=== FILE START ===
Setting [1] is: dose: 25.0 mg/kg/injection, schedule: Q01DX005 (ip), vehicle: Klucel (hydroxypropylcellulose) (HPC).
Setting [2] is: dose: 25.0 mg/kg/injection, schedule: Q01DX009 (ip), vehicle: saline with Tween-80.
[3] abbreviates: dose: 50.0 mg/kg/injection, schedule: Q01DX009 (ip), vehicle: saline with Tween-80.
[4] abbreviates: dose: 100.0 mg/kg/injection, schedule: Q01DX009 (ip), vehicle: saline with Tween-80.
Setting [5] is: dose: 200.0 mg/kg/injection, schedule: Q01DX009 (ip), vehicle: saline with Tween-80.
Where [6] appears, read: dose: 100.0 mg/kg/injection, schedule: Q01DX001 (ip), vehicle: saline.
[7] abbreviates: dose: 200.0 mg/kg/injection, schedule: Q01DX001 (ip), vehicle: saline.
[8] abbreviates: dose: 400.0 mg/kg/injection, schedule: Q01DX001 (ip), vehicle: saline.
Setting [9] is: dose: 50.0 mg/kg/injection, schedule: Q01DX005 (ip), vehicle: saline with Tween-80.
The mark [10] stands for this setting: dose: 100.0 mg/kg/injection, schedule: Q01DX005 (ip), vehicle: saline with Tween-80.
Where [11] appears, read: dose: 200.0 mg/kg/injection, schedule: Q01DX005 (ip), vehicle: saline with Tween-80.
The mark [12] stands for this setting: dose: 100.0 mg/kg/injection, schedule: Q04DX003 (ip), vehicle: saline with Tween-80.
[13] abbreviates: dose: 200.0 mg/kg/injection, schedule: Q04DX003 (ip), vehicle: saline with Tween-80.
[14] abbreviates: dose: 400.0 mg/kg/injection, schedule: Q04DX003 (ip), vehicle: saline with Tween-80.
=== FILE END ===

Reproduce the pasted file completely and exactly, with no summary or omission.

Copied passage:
Setting [1] is: dose: 25.0 mg/kg/injection, schedule: Q01DX005 (ip), vehicle: Klucel (hydroxypropylcellulose) (HPC).
Setting [2] is: dose: 25.0 mg/kg/injection, schedule: Q01DX009 (ip), vehicle: saline with Tween-80.
[3] abbreviates: dose: 50.0 mg/kg/injection, schedule: Q01DX009 (ip), vehicle: saline with Tween-80.
[4] abbreviates: dose: 100.0 mg/kg/injection, schedule: Q01DX009 (ip), vehicle: saline with Tween-80.
Setting [5] is: dose: 200.0 mg/kg/injection, schedule: Q01DX009 (ip), vehicle: saline with Tween-80.
Where [6] appears, read: dose: 100.0 mg/kg/injection, schedule: Q01DX001 (ip), vehicle: saline.
[7] abbreviates: dose: 200.0 mg/kg/injection, schedule: Q01DX001 (ip), vehicle: saline.
[8] abbreviates: dose: 400.0 mg/kg/injection, schedule: Q01DX001 (ip), vehicle: saline.
Setting [9] is: dose: 50.0 mg/kg/injection, schedule: Q01DX005 (ip), vehicle: saline with Tween-80.
The mark [10] stands for this setting: dose: 100.0 mg/kg/injection, schedule: Q01DX005 (ip), vehicle: saline with Tween-80.
Where [11] appears, read: dose: 200.0 mg/kg/injection, schedule: Q01DX005 (ip), vehicle: saline with Tween-80.
The mark [12] stands for this setting: dose: 100.0 mg/kg/injection, schedule: Q04DX003 (ip), vehicle: saline with Tween-80.
[13] abbreviates: dose: 200.0 mg/kg/injection, schedule: Q04DX003 (ip), vehicle: saline with Tween-80.
[14] abbreviates: dose: 400.0 mg/kg/injection, schedule: Q04DX003 (ip), vehicle: saline with Tween-80.